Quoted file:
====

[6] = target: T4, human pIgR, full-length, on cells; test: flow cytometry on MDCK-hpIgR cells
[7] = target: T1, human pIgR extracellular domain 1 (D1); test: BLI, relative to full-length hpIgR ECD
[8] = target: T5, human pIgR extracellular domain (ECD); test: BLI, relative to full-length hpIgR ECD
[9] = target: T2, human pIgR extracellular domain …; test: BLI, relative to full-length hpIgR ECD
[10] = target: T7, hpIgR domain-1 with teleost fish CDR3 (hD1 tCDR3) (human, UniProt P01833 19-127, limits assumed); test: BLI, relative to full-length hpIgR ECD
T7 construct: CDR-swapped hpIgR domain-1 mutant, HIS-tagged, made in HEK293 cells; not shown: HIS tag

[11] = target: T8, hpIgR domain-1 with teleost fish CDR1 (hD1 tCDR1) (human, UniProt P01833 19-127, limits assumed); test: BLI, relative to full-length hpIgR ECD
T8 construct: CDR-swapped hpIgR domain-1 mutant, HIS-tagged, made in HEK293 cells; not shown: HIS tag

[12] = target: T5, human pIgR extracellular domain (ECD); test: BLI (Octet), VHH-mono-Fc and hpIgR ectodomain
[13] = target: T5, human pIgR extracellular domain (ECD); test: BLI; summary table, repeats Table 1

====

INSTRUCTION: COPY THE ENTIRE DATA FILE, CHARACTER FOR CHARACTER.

[6] = target: T4, human pIgR, full-length, on cells; test: flow cytometry on MDCK-hpIgR cells
[7] = target: T1, human pIgR extracellular domain 1 (D1); test: BLI, relative to full-length hpIgR ECD
[8] = target: T5, human pIgR extracellular domain (ECD); test: BLI, relative to full-length hpIgR ECD
[9] = target: T2, human pIgR extracellular domain …; test: BLI, relative to full-length hpIgR ECD
[10] = target: T7, hpIgR domain-1 with teleost fish CDR3 (hD1 tCDR3) (human, UniProt P01833 19-127, limits assumed); test: BLI, relative to full-length hpIgR ECD
T7 construct: CDR-swapped hpIgR domain-1 mutant, HIS-tagged, made in HEK293 cells; not shown: HIS tag

[11] = target: T8, hpIgR domain-1 with teleost fish CDR1 (hD1 tCDR1) (human, UniProt P01833 19-127, limits assumed); test: BLI, relative to full-length hpIgR ECD
T8 construct: CDR-swapped hpIgR domain-1 mutant, HIS-tagged, made in HEK293 cells; not shown: HIS tag

[12] = target: T5, human pIgR extracellular domain (ECD); test: BLI (Octet), VHH-mono-Fc and hpIgR ectodomain
[13] = target: T5, human pIgR extracellular domain (ECD); test: BLI; summary table, repeats Table 1